Joe Biden Is Proceeding With Donald Trump's Biggest Arms Deal

A State Department spokesperson told HuffPost the president is permitting a $23 billion package for the United Arab Emirates that he had placed under review.

President Joe Biden is advancing controversial Trump-era plans to transfer $23.4 billion in sophisticated weaponry to the United Arab Emirates, a State Department spokesperson told HuffPost on Tuesday ― despite concerns from influential lawmakers and progressive activists, as well as the Biden administration’s promise to review the package.

The news ― first reported by HuffPost ― came amid an ongoing lawsuit by a nonprofit group called the New York Center for Foreign Policy Affairs, which echoed criticism of the deal as potentially destabilizing for the Middle East.

“While we will not comment on ongoing litigation, we can confirm that that the Administration intends to move forward with these proposed defense sales to the UAE, even as we continue reviewing details and consulting with Emirati officials to ensure we have developed mutual understandings with respect to Emirati obligations before, during, and after delivery,” the spokesperson said.

Last December, nearly all Senate Democrats voted to try and block the sale, citing President Donald Trump’s rushed attempt to push it through and the UAE’s alarming violations of human rights at home and around the region.

Biden put the deal — which would give the UAE the F-35 fighter jet, armed drones and associated bombs and missiles — under review shortly after becoming president. The administration has since been vague about that process.

The transfers are incredibly complex and will take years to complete, so it was clear that they were not occurring yet. In January, an official told the Wall Street Journal that the UAE sales “were not frozen while they are being examined” — in contrast to Trump-era arms deals for Saudi Arabia, a UAE ally which has also faced growing criticism in Washington.

Still, many observers believed there was an effective pause on the deal and that at some point the administration would offer a public explanation of how it would handle the agreement.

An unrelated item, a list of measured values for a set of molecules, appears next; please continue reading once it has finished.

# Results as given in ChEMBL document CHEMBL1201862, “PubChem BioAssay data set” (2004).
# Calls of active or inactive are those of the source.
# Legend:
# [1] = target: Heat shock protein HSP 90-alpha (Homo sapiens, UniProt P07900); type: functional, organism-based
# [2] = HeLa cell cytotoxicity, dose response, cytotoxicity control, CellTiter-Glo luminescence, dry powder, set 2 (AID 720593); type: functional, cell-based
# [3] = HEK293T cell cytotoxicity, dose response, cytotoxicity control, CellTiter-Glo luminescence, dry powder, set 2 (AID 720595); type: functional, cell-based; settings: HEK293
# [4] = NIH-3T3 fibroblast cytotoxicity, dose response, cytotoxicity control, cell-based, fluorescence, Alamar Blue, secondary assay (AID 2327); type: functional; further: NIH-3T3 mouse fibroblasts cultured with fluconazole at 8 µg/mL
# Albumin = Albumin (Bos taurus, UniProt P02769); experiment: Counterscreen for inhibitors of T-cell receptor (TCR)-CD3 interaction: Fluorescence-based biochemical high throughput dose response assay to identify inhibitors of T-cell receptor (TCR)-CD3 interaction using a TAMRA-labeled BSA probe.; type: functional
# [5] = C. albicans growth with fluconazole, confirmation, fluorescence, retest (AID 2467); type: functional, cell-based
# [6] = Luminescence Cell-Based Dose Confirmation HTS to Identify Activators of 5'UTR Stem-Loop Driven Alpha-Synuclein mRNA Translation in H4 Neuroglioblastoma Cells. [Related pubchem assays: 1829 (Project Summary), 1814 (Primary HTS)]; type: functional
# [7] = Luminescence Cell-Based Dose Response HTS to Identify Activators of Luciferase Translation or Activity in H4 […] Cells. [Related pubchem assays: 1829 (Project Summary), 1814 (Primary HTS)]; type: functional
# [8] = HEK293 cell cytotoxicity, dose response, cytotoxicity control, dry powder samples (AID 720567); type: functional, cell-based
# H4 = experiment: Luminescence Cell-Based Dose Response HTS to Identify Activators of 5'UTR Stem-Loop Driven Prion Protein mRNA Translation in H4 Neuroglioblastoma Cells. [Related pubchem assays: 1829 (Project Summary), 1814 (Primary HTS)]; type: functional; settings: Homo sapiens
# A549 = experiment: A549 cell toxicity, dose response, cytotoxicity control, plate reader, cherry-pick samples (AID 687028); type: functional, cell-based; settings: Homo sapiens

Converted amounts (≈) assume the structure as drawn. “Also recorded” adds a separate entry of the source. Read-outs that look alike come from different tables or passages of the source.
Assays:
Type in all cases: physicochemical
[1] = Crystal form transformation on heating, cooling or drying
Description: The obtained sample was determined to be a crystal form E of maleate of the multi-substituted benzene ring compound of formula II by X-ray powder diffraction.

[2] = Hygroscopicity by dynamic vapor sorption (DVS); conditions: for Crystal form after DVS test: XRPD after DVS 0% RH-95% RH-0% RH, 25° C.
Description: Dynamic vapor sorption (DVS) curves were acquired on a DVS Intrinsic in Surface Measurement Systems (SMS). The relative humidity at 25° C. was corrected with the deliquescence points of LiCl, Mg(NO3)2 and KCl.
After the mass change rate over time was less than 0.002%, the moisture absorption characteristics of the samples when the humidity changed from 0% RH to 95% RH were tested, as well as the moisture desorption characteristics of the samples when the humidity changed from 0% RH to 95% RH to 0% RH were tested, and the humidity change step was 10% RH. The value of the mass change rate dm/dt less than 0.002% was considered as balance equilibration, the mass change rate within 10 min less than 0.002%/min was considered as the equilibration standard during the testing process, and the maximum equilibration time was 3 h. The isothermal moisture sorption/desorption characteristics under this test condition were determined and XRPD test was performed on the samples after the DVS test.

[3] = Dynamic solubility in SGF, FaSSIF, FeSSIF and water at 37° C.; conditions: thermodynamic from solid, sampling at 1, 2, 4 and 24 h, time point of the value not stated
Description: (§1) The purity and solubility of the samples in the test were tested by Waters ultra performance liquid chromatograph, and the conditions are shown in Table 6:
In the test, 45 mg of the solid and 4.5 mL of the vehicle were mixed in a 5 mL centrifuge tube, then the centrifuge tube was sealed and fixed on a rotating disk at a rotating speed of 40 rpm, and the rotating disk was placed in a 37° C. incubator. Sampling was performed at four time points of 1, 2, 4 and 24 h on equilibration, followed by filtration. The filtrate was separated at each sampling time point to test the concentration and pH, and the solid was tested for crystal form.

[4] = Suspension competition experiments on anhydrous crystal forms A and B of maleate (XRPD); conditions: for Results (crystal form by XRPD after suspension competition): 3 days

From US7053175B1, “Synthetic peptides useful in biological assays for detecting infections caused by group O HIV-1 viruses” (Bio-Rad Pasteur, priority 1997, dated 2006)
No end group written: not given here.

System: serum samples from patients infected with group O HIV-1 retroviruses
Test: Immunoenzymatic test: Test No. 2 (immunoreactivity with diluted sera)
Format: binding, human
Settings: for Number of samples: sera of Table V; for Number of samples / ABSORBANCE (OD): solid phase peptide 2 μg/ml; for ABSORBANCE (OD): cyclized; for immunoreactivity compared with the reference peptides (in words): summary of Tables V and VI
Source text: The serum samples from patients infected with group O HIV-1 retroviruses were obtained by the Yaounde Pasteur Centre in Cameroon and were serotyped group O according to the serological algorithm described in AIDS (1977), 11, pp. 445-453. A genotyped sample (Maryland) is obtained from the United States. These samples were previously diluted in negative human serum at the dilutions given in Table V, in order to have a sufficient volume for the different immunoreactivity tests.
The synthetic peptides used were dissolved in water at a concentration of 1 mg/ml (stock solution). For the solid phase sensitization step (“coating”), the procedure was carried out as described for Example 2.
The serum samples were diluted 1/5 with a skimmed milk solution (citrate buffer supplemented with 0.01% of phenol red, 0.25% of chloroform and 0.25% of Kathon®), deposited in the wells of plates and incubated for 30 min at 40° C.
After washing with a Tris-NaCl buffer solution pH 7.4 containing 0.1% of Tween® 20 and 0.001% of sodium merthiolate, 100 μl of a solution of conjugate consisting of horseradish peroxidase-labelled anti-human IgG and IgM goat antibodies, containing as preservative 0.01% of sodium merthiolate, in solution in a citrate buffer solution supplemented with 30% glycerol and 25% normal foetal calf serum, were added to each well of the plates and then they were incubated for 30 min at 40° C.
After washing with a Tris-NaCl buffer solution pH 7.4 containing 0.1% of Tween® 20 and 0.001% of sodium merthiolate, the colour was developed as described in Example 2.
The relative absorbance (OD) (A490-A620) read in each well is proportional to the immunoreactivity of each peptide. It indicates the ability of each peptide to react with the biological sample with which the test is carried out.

Democratic lawmakers and activists, who opposed the deal because of the UAE’s aggressive activities across the Middle East, wanted to ensure the Biden administration was serious about the review, to the extent of possibly shrinking the package to pressure the Emiratis to respect human rights standards.

“We can confirm that that the Administration intends to move forward with these proposed defense sales to the UAE, even as we continue reviewing details and consulting with Emirati officials.”

- State Department spokesperson

U.S. officials will continue raising rights and geopolitical concerns with the Emiratis, the State Department spokesperson told HuffPost.

“The estimated delivery dates on these sales, if implemented, are scheduled for after 2025 or later. Thus, we anticipate a robust and sustained dialogue with the UAE to [ensure] any defense transfers meet our mutual strategic objectives to build a stronger, interoperable, and more capable security partnership,” the spokesperson wrote in an email.

“We will also continue to reinforce with the UAE and all recipients of U.S. defense articles and services that U.S.-origin defense equipment must be adequately secured and used in a manner that respects human rights and fully complies with the laws of armed conflict.”

Biden aides informed Congress of the president’s plan to leave the deal intact during briefings last week, a U.S. official told HuffPost.

Opponents of the deal are likely to continue calling for it to be nixed and to keep highlighting the UAE’s brutal interventions in neighboring countries, notably Yemen and Libya.

Justin Russell of the New York Center for Foreign Policy Affairs told HuffPost his organization would continue its lawsuit against the State Department over the package.

“We believe that the Trump administration put this deal together in an illegal manner,” Russell said.

“It is our hope that the Biden administration would put mitigating a humanitarian crisis of global proportions before putting arms in the hands of an aggressor nation like the UAE,” he added, saying he was referring to ongoing wars in Yemen and Libya, where the UAE has backed proxy forces and carried out its own attacks.

On Wednesday morning, Russell’s group submitted a new filing against Secretary of State Antony Blinken in federal court. The document adds victims of UAE actions as plaintiffs, including the families of Libyans killed in a January 2020 drone strike for which the Emiratis have not acknowledged responsibility. Last year, HuffPost revealed that U.S. intelligence identified the incident as a UAE attack.

Calling Biden’s move a “terrible decision,” Kate Kizer of the advocacy group Win Without War said sending the weapons to the UAE could embolden other U.S. partners to worsen international conflicts.

“It’s a very worrisome signal that there is not a commitment to real accountability,” she added.

Skeptics of the deal could also use congressional maneuvers to hold it up in the coming months by attaching new conditions to the transfers in must-pass legislation or holding votes to signal frustration among lawmakers.

“None of these transfers would occur any time soon, so there will be ample time for Congress to review whether these transfers should go forward,” House Foreign Affairs Committee Chair Gregory Meeks (D-N.Y.) noted Wednesday in a statement, saying he had “many questions” about Biden’s decision.

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